Mongolian Ambassador to the UN Lundeg Purevsuren wrote to Red Bull about Max Verstappen’s “racist and derogatory” comments during the Portuguese Formula 1 Grand Prix weekend.
Following his collision with Lance Stroll during the second free practice session at the Portimao circuit, Verstappen took to the radio to express his displeasure at the incident.
On his engineer radio, Verstappen said, “Is that fucking guy blind? What’s wrong with him? Jesus Christ. How late. I got mess. What a Mongolian. . I swear. . “
Verstappen conceded later on Friday in preparation for the Emilia Romagna GP that the words he had chosen were ‘not the right ones’ and that he’ had never intended to offend anyone But his comments nonetheless resulted in groups such as Mongol Identity issuing an open letter, demanding a full apology from the Dutch driver.
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The Mongolian government has also sent letters to Dietrich Mateschitz, CEO of Red Bull GmbH, and Tobias Moers, CEO of Red Bull Racing title sponsor Aston Martin, expressing disappointment at Verstappen’s language on the radio.
In the letter, Purevsuren – who acts as Mongolian ambassador to the United Nations and the World Trade Organization – said he was “confident” that the FIA would take further action against Verstappen.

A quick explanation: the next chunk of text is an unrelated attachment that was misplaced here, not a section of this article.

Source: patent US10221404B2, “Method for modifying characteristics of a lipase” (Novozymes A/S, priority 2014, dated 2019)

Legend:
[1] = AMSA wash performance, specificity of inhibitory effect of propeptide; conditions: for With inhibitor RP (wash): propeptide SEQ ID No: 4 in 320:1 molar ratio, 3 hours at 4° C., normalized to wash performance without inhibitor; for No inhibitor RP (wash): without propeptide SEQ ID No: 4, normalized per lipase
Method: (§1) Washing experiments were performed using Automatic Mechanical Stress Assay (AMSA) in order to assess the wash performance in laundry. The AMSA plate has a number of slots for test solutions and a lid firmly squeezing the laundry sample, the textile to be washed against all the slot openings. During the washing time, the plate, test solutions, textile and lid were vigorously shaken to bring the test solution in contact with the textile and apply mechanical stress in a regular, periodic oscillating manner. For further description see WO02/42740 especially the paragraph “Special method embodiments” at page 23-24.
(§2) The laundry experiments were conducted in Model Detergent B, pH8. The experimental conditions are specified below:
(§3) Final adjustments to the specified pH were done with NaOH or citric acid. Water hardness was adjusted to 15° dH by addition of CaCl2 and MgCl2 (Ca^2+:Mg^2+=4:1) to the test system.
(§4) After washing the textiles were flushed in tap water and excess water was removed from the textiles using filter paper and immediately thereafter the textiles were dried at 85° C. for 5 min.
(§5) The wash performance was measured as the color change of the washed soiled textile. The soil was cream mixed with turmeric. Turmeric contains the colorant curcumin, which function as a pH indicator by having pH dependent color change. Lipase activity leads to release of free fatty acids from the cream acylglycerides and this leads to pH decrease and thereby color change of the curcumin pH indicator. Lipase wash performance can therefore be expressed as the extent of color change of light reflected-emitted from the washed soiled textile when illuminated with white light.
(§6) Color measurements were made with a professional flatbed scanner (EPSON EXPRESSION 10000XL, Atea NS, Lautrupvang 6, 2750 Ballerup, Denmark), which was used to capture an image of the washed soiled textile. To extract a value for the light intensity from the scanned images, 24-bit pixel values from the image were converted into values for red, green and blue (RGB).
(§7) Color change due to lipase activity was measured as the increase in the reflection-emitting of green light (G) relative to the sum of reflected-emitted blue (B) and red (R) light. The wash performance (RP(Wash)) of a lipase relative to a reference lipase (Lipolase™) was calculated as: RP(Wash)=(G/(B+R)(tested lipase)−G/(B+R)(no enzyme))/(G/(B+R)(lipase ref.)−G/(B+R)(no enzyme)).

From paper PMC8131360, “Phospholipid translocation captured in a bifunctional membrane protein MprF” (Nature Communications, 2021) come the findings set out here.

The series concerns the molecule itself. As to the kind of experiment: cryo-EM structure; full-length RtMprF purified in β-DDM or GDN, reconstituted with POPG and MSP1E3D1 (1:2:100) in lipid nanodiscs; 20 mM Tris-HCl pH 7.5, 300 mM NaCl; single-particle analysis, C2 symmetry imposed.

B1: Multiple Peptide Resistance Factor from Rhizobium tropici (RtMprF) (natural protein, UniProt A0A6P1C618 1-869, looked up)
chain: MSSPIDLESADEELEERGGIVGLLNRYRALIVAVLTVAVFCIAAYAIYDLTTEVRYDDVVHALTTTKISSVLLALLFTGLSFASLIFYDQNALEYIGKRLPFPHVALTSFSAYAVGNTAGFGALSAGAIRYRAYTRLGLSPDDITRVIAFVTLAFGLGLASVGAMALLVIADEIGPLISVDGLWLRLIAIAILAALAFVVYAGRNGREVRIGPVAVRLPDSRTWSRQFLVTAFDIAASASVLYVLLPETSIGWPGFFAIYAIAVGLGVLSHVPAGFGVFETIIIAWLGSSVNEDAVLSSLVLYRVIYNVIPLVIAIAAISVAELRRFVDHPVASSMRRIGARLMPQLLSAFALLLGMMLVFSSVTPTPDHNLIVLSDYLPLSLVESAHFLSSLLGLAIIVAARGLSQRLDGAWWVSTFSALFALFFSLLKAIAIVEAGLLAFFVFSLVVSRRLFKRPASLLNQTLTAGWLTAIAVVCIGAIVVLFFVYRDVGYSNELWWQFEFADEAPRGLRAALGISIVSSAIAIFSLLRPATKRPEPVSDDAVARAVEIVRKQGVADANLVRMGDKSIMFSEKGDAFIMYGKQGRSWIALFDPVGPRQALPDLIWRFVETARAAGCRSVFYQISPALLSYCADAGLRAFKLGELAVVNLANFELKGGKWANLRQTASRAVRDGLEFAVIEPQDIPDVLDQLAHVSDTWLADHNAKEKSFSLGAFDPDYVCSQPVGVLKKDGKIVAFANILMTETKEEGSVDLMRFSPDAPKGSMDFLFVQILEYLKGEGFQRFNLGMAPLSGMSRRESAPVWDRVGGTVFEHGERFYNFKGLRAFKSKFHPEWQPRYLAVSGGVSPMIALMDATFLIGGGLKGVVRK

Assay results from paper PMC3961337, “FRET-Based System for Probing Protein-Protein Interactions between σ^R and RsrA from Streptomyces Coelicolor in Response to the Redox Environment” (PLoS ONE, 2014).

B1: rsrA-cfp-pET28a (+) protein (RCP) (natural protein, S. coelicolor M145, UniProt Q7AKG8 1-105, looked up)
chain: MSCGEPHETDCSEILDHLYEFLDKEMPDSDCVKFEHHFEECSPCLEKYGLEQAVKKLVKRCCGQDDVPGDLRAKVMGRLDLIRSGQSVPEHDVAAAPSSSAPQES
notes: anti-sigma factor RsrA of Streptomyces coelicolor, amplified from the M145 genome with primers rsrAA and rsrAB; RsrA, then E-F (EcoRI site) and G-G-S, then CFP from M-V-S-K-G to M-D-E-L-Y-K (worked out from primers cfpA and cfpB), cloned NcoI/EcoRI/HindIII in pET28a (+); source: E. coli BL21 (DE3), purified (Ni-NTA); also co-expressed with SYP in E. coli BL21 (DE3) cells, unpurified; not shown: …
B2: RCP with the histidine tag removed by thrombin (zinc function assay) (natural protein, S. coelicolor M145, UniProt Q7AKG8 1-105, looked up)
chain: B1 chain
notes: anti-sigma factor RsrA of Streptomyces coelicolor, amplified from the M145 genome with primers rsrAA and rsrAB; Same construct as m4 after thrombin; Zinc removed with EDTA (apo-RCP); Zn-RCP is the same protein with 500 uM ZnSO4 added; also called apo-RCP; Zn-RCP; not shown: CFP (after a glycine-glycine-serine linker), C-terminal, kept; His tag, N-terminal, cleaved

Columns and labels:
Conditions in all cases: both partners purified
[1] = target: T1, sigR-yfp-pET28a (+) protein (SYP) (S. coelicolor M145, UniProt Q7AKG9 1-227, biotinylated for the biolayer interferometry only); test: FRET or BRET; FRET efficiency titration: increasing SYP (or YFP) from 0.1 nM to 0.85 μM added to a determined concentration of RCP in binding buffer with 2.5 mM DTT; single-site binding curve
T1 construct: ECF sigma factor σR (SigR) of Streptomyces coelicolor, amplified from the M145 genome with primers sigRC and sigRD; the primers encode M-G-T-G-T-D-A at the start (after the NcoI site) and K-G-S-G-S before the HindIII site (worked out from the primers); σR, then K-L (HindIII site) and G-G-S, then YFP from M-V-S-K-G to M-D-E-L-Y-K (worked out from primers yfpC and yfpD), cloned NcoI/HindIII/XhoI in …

“I regret the use of racist and unethical language in public by Red Bull driver Max Verstappen during the practice of the Portuguese Grand Prix of the Formula 1 World Championship on October 23, 2020”, reads- one in the letter from Purevsuren.
“Sport is seen as a symbol of unity around the world and I believe there should be no form of racial discrimination in sport.
“I support Formula One’s ‘We Race as One’ initiative against racism. But due to the aforementioned incident, I doubt that this initiative corresponds to reality.
“I am convinced that in order to prevent such unethical behavior from recurring in sport, the International Automobile Federation (FIA) will take action against Red Bull driver Max Verstappen for his unacceptable behavior of using repeatedly racist and derogatory language against any ethnic group. “
Red Bull team manager Christian Horner told the BBC he did not “tolerate” Verstappen’s choice of language and spoke to the driver internally.
“Max didn’t mean to offend,” Horner said. “They were created in the heat of the moment when emotions were running high.”
Red Bull has been invited to comment.